52. The Dutch Free in Free out: Exploring Dutch Firewall Protections for Irregular Migrant Victims of Crime European Journal of Migration and Law 22 (2020) 427–455 EMIL_022_03_innerwork.indb (core.ac.uk) policy is the only international example of a firewall model that was identified. Sector representatives felt that the ‘Free in free out’ model demonstrates that Dutch police prioritise safeguarding victims over immigration enforcement and gives confidence to victims to come forward.
53. It is a national policy that instructs police officers not to investigate the identity of migrants who report a crime and do not have documentation to identify themselves. The policy allows migrants with irregular status to report a crime and guarantees that they can leave police stations freely without being arrested or detained. After reporting a crime, the migrant victim may be subject to removal at any time if they come into contact with immigration authorities and are found to have no status. The policy does not provide migrant victims with any rights of residency or benefits beyond those already available under Dutch law for certain victims of crime.
54. The ‘free in, free out’ policy is a largely informal arrangement not formally codified in national law and despite its nation-wide implementation, it continues to be plagued by local-level inconsistencies. There is a considerable degree of disparity in awareness existing among police, particularly between urban and rural localities. Although the policy was generally seen as a positive practice, there remains a lack of confidence and trust in the ability of the policy to really ensure the possibility to safely report crime or if the policy (introduced in 2015) has increased crime reporting since the policy is not actively monitored or evaluated, and there has been no systematic empirical examination by scholars.
55. We fully recognise that perpetrators of crimes such as domestic abuse can often use the victim’s immigration status to exert power and control, which can be a form of coercive or controlling behaviour. Examples of this include threatening that immigration action will be taken against them if they report to the police; deliberately withholding immigration documents from the victim; purposefully mismanaging a victim’s immigration status/application; or threatening to no longer provide support for their stay in the UK.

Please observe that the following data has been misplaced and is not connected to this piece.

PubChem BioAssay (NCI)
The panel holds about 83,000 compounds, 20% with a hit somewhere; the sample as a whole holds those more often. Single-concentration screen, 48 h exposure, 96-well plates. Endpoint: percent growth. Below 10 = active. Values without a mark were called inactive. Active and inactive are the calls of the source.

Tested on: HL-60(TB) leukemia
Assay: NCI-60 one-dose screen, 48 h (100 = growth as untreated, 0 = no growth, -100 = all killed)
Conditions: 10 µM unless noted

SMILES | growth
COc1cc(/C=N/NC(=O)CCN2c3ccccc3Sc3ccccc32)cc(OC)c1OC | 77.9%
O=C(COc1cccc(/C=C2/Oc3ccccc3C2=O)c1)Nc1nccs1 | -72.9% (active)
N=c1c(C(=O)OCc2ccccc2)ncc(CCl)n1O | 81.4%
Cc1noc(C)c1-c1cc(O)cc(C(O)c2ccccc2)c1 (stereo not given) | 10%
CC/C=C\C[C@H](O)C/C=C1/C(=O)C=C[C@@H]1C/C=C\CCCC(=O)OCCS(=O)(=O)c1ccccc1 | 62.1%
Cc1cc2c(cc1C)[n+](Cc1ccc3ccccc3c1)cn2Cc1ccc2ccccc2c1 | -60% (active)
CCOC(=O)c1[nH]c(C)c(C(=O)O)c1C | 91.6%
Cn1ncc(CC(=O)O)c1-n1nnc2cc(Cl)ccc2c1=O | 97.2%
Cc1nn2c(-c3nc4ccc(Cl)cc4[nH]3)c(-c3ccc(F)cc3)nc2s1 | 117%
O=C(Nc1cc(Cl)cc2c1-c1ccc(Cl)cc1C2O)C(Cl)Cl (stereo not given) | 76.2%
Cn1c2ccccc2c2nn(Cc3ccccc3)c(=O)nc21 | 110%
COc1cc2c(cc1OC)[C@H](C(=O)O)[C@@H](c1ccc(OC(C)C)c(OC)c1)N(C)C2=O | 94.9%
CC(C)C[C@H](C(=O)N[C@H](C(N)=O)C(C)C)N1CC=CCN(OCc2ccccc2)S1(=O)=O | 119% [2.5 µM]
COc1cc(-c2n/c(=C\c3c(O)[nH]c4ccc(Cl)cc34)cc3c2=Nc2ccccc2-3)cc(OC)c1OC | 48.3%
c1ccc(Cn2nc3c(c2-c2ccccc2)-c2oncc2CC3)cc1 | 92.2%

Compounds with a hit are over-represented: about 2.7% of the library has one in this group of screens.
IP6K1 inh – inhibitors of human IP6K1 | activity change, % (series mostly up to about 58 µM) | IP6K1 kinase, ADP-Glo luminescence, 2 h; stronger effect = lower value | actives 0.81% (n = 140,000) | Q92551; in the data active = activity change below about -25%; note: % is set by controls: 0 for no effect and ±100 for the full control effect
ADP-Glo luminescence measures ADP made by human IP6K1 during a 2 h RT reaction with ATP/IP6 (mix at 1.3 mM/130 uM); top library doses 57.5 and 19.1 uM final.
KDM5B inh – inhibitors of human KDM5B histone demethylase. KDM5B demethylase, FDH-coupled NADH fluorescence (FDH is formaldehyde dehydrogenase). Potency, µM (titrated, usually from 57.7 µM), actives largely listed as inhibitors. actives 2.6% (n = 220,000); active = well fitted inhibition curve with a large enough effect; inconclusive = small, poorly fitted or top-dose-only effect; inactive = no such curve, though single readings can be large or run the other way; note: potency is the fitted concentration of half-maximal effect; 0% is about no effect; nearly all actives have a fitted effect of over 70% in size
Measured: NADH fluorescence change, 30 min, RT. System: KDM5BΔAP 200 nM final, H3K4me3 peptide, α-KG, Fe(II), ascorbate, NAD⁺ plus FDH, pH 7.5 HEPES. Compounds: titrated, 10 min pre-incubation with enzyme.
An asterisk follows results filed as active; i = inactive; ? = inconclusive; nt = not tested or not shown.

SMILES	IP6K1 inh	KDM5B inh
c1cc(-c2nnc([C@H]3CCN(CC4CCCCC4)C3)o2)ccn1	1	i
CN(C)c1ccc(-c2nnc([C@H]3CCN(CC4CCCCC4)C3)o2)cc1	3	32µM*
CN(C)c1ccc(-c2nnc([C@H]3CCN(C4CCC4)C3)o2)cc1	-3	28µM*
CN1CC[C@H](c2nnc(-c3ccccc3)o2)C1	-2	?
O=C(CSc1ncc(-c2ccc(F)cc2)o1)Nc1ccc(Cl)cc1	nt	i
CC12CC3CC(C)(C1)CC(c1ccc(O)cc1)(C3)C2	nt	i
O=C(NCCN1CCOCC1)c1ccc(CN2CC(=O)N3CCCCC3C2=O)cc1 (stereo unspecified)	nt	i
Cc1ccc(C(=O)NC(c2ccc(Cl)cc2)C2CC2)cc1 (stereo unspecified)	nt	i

56. Whilst sector groups stated they can assist migrant victims to establish what their status may be through discussion with them, the victim may not have all the information and documents or have been misled by the perpetrator. The Home Office can definitively state what an individual’s immigration status is and what access they have to services and benefits. This can provide crucial information for the victim to assist them when dealing with other authorities and seeking legal advice.
57. The NPCC guidance on sharing data with the Home Office where a victim or witness of crime is a suspected immigration offender, provides discretion for police to decide when to share information with IE. The guidance requires officers to take a proportionate approach when considering the appropriateness and timeliness of sharing information, emphasising the need in some instances to prioritise immediate measures to protect the victim/witness over sharing information. Information should be shared accordingly once that need for immediate protective measures no longer applies.
58. However, we recognise that this guidance may not be being applied consistently across all police forces and that even the threat of immigration action can be harmful for victims.
59. Police Officers make real time (telephone) referrals to NCCU. Since April 2020 NCCU has put in place a system to capture information specifically on victims referred by the police. The NCCU advises police officers of possible safeguarding assistance options, in addition to those available to the police and signposting to relevant sections of immigration law to make an application for leave to remain and explaining the option to seek legal advice to regularise stay.
60. During the period April 2020 to March 2021 the police referred 211 migrant victims of domestic abuse. An analysis of these referrals has found that at the point of referral 30 victims had leave to remain, 22 were EU, Switzerland, Norway, Iceland and Liechtenstein nationals and 12 were confirmed as British Citizens.
61. Since being referred 1 victim made a voluntary departure and 92 victims have made an application to regularise their stay, of which 39 of these were made within one month of the referral. As of October 2021, 56 applications had been granted, 26 applications were awaiting a decision, 2 had been refused, 8 had been rejected and 35 victims, with no status or leave to remain, had yet to submit an application. No victims had been detained (upon or since referral) or removed.